Friday, February 24, 2012

Toto, We're Not in Tuscany Anymore!

To say I love Venice would be an understatement! I often go alone to soak in the city, the Venetian accent, and a considerable amount of "ombre," or little glasses of wine...
This time I decided to treat myself to a first class view of the city and surrounding areas.
I contacted certified Sommelier Giulia at From Venice to Wine to show me around town, and to hire a private NCC for me to visit some wineries in Soave and Valpolicella (ie: the homeland of Recioto and Amarone, and the widely popular Ripasso).

Sommelier Giulia
She got me in contact with a travel agency she uses and they handled all the transport details. A private boat, and a "NCC" car were arranged to get me from point A to point B and still be able to taste wines without worrying about drinking and driving.

I arrived in Venice on Wednesday to find Giulia waiting at the station. She'd planned a surprise extra trip to a small island where a French man is making an unorthodox but incredibly complex white wine. We hopped on a boat and arrived on a tiny island where most of the inhabitants drive bicycles or tiny trucks (that I love!) called Api.
Api parked on the island.
Sommelier Giulia came along to teach me about the wines. She is not only a Venice native, but she also worked in a prestigious winery in Tuscany's Montalcino zone. Who better to teach you about wine than someone who knows how to make it with their own hands?

Arriving at the winery, a cross between an old farm house and a beach house.

Michelle, the owner, promptly showed us the vines and explained the way they work the soil. No chemicals are used at his winery.
Skillfully talking with cigarette in mouth.


Then we headed inside to see the first of two buildings and visit the fermentation and aging rooms. I got distracted by this amazing image:

Venetian light meets French ingenuity and style. I couldn't resist snapping a photo.

Above you'll see a photo of wine bottles that formed a perfect photo. These are the kinds of things the French are great at. Utilizing light and found objects and bringing them to life. I was already sold, then Michele announced he'd be taking us to the other building by Ape. I squealed with joy and hopped in the back!

My dream come true: riding in the back of an Ape.
View of the main building from Ape truck. Note vines along road, mountains in the distance.

Arriving at the second building, I was even more impressed and excited by this crazy mix of wine country and fishing and gardening community. I felt like I was on another planet from Florence's stones and Tuscany's rolling hills. Toto, we're not in Tuscany any more.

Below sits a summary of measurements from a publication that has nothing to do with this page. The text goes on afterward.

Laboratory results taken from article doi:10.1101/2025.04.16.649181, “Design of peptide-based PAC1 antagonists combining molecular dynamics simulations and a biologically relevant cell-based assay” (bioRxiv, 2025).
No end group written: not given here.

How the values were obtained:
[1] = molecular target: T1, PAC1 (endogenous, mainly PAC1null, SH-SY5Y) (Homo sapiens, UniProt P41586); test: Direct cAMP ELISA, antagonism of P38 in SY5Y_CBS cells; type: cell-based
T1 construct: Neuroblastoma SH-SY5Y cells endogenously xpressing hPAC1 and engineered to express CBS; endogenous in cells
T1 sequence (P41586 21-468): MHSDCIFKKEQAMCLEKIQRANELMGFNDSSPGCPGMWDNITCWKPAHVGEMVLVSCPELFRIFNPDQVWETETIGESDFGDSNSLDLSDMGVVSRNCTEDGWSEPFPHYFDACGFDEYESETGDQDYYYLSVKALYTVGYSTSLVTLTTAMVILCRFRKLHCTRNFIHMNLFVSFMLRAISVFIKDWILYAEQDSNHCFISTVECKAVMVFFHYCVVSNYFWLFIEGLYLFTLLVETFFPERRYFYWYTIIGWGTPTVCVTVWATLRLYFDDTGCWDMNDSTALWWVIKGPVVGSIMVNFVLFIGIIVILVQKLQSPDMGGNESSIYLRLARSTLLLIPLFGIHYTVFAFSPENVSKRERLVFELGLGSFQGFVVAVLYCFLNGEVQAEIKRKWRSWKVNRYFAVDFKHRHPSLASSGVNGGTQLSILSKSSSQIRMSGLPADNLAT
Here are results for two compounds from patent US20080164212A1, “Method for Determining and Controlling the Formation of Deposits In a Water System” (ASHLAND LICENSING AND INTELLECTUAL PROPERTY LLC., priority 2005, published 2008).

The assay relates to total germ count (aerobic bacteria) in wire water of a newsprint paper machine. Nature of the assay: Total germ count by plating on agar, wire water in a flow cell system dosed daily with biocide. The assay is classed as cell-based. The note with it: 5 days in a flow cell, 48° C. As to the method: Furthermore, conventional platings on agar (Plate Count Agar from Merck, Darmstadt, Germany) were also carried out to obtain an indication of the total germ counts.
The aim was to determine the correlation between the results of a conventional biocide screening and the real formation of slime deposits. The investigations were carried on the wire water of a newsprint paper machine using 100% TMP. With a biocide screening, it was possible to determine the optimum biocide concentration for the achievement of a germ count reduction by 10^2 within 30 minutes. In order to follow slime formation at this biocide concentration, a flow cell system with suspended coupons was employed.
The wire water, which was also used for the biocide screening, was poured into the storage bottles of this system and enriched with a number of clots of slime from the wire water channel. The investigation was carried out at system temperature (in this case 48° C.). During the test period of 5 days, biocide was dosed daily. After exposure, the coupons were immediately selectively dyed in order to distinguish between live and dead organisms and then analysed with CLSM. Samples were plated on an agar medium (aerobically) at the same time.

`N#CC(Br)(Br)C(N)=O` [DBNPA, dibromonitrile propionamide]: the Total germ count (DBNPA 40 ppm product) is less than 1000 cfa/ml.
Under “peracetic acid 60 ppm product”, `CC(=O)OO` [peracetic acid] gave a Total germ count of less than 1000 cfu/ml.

Stuff that Van Gogh paintings were made of...
Michele served us a glass of wine, and we passed the afternoon talking about wine, the superiority of French pastries (in Michele's defense, I brought it up!), wine making, wine tasting, beautiful women...
This wine is young but has a vibrant golden yellow color.
This wine has nice body, persistence, and longevity. It would be fantastic with soft shell crabs, which the locals eat when the crabs are in molting season. I plan to bring a bottle back to the States and try it with friends in North Carolina over a crab dinner.

The day was quite warm for February, and we were able to enjoy the breeze with our coats off. Isn't that the greatest moment of the year? The first time it warms up and you have to take your coat off...

Michele simply being cool. He was born that way and it shows!

As the sun began to set, Giulia and I hopped back on our hired boat and headed to Venice to drop off the wine I got from Michele and get ready for dinner. On the way out of the hotel I noticed gondoliers having dinner and couldn't resist snapping a photo. I love seeing people off duty in their uniforms. Kind of like when you were a kid and you ran into your teacher somewhere outside of school.

Gondoliers on their dinner break!
Giulia walked us to her family's photo shop, which has been around for decades. During our time together, we discovered we both have similar interests, including black and white film photography.

This famous photo was taken by Giulia's father and colleague!
We waited for her father and brother to close the shop, and I passed time looking at all the camera gadgets, old cameras, and photos in the store. That's when I discovered that Giulia's father was one of the photographers who took this famous photo in San Marco Square!

Like all true Venetians, her father closed up shop and suggested we go for a cicchetto, a bite to eat, with a Spritz, a typical aperitif of Venice. We had cicchetti in two different places.

Then, her other brother called and asked if we should all grab dinner. After much consideration, they decided we'd go to a place called I Promessi Sposi, not far from my hotel.

Chatting over cicchetti.
We were all in the mood for seafood, and mostly ordered pasta and fried fish. The fried fish was well executed: not too heavy, not too greasy, and piping hot. The julienne cut carrots and zucchine were a nice contrast to the shrimp, calamari, and blue fishes.
Fried fish, baby!

Needless to say, I was ready for bed after a full day of fresh air, lots of wine, new friends, and a hearty dinner. When I got to my room, I heard several men singing opera somewhere below the hotel.

Frustrated that I would probably not sleep well, I text messaged my friend to complain that yet again I'd be having a sleepless night in Italy due to random people singing. She replied, "why not go down and join them?"

I decided she was right. By the time I got out of the shower though, they'd stopped singing. Oh well. At least I got a good night's sleep!

I'll continue this story in another blog entry, since Day 2 is pretty intense!

1 comment:

  1. You DO take my insane pieces of advice seriously then! :D :D :D
    Good capo, good <3